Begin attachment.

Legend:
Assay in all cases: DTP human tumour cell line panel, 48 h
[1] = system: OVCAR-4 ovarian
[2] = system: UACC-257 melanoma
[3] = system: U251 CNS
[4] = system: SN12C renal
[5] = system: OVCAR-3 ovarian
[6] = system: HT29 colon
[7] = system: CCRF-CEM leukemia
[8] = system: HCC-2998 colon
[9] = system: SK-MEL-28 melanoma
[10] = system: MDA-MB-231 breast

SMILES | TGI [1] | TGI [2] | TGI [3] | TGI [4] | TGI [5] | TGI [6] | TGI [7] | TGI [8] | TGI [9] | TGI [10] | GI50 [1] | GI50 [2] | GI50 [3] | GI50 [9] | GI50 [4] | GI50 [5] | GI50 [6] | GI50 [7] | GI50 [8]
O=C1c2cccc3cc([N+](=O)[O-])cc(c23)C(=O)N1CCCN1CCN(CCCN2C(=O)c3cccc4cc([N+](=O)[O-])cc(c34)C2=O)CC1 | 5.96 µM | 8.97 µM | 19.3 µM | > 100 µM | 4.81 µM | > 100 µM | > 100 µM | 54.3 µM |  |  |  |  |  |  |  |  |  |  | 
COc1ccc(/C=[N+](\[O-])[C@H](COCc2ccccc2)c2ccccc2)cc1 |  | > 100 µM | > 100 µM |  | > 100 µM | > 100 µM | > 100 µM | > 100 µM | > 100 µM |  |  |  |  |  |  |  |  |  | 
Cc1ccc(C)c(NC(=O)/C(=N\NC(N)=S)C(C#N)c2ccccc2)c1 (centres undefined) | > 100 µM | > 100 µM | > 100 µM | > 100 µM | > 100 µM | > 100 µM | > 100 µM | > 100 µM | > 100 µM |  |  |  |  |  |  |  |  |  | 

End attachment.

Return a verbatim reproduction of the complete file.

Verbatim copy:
Legend:
Assay in all cases: DTP human tumour cell line panel, 48 h
[1] = system: OVCAR-4 ovarian
[2] = system: UACC-257 melanoma
[3] = system: U251 CNS
[4] = system: SN12C renal
[5] = system: OVCAR-3 ovarian
[6] = system: HT29 colon
[7] = system: CCRF-CEM leukemia
[8] = system: HCC-2998 colon
[9] = system: SK-MEL-28 melanoma
[10] = system: MDA-MB-231 breast

SMILES | TGI [1] | TGI [2] | TGI [3] | TGI [4] | TGI [5] | TGI [6] | TGI [7] | TGI [8] | TGI [9] | TGI [10] | GI50 [1] | GI50 [2] | GI50 [3] | GI50 [9] | GI50 [4] | GI50 [5] | GI50 [6] | GI50 [7] | GI50 [8]
O=C1c2cccc3cc([N+](=O)[O-])cc(c23)C(=O)N1CCCN1CCN(CCCN2C(=O)c3cccc4cc([N+](=O)[O-])cc(c34)C2=O)CC1 | 5.96 µM | 8.97 µM | 19.3 µM | > 100 µM | 4.81 µM | > 100 µM | > 100 µM | 54.3 µM |  |  |  |  |  |  |  |  |  |  | 
COc1ccc(/C=[N+](\[O-])[C@H](COCc2ccccc2)c2ccccc2)cc1 |  | > 100 µM | > 100 µM |  | > 100 µM | > 100 µM | > 100 µM | > 100 µM | > 100 µM |  |  |  |  |  |  |  |  |  | 
Cc1ccc(C)c(NC(=O)/C(=N\NC(N)=S)C(C#N)c2ccccc2)c1 (centres undefined) | > 100 µM | > 100 µM | > 100 µM | > 100 µM | > 100 µM | > 100 µM | > 100 µM | > 100 µM | > 100 µM |  |  |  |  |  |  |  |  |  | 